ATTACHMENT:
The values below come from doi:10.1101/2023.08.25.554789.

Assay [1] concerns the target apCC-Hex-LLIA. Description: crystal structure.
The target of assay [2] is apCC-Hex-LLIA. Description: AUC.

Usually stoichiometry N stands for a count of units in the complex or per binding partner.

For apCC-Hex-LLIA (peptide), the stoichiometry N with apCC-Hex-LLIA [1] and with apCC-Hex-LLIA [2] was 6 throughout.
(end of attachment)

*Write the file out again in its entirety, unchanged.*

The values below come from doi:10.1101/2023.08.25.554789.

Assay [1] concerns the target apCC-Hex-LLIA. Description: crystal structure.
The target of assay [2] is apCC-Hex-LLIA. Description: AUC.

Usually stoichiometry N stands for a count of units in the complex or per binding partner.

For apCC-Hex-LLIA (peptide), the stoichiometry N with apCC-Hex-LLIA [1] and with apCC-Hex-LLIA [2] was 6 throughout.